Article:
4 Ways to Get Tech Priorities and Investment Resources to Align

4 Ways to Get Tech Priorities and Investment Resources to Align. A green piggy bank sits on an adding machine keyboard while digital markets analytics display in the background.

Health care executives continue to place a high priority on digital, artificial intelligence (AI) and analytics transformation, but 75% lack sufficient resources or planning in this area.

That’s the key finding from a recent McKinsey & Company survey report, which explains that executives’ investment priorities often don’t align with areas they believe could have the most impact.

For example, while 88% of respondents believe AI could have a high potential impact on their organizations, about 20% don’t plan to invest in it in the next two years. The absence of investment in a robust, modern data and analytics platform could delay valuation creation in areas that depend on these capabilities, including efforts to close care gaps, improve timely access for referrals and optimize operating room throughput, the authors state.

Unsurprisingly, budget constraints were cited as one of the top three key obstacles by more than half the respondents (51%) to investing at scale across all digital and AI categories of interest. Challenges with legacy systems were the second most common challenge. Other highly ranked challenges include data quality (33%), tech talent and recruiting (30%) and readiness to adopt and scale new technology (34%).

4 Takeaways from the Survey

Delivering digital value for providers requires investment and new ways of working, according to the report. Here are some ways the authors suggest hospitals and health systems can respond.

1 | Build partnerships.

Joint ventures and alliances may offer a promising avenue to new capabilities, increase speed to market and achieve capital, scale and operational efficiencies.

2 | Move beyond off-the-shelf solutions.

History shows that deploying tech such as electronic health records (EHRs) on top of inefficient processes and clinical workflows doesn’t lead to value. Realizing value from health IT systems will require reimagination and standardization of clinical workflows and care models across organizations.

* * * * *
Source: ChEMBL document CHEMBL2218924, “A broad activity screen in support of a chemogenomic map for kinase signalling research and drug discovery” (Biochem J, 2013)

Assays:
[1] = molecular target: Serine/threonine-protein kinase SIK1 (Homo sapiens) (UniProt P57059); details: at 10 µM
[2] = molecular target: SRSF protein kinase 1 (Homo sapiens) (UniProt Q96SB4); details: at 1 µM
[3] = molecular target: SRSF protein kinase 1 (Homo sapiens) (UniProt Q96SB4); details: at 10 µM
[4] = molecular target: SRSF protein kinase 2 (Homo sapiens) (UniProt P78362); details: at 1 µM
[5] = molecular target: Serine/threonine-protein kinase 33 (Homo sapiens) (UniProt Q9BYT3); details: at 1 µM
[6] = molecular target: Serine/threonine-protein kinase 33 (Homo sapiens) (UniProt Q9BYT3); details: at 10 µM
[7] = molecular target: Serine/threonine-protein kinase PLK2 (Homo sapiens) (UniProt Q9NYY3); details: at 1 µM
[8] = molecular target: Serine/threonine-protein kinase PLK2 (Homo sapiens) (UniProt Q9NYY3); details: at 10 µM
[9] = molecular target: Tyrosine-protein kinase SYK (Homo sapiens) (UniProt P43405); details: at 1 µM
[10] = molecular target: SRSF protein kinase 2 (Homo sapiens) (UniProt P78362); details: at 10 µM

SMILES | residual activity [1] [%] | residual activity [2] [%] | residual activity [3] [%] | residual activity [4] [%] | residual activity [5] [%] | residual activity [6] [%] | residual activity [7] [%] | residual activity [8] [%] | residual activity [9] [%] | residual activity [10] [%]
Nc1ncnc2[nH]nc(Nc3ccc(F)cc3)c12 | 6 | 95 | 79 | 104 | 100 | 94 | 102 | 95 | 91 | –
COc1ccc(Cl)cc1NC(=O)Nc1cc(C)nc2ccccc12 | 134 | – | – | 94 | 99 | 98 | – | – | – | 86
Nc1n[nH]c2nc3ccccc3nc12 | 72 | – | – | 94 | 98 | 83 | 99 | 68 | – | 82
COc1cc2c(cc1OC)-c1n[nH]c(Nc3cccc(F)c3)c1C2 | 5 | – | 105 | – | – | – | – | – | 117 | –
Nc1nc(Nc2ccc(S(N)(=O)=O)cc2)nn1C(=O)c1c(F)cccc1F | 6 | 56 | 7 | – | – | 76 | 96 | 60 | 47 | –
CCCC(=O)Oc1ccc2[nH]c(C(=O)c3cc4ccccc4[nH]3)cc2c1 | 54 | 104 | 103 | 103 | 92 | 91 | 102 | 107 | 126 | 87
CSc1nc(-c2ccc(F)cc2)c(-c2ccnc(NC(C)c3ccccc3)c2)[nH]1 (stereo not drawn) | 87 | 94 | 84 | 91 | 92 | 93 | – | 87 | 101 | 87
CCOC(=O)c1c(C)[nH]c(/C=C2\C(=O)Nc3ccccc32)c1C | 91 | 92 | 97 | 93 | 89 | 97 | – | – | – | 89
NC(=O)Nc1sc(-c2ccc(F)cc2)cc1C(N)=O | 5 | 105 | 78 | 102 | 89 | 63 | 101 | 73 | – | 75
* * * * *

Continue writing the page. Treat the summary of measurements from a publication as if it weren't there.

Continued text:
Optimizing workflows to enable more appropriate delegation, for example, could yield a potential 15% to 30% net time savings over a 12-hour shift. This could help close the nursing workforce gap by as many as 300,000 inpatients nurses, according to a 2023 McKinsey analysis.

3 | Operate differently.

This entails making fundamental changes in structure (flatter, empowered, cross-functional teams), talent (new skill sets and fully dedicated teams) and technology (modular architecture, cloud-based data systems and reduced reliance on the monolithic EHR). With these changes, some health systems have begun to see value within six months. Building a digital culture will help the transformation succeed over time.

4 | Cautiously embrace generative AI.

This technology has the potential to affect everything from continuity of care and clinical operations to contracting and corporate functions. Nevertheless, many executives and patients have concerns about the risks of AI, particularly in relation to patient care and privacy. Managing these risks entails placing business-minded legal and risk-management teams alongside AI and data science teams. Organizations also could implement a well-informed risk-prioritization strategy.

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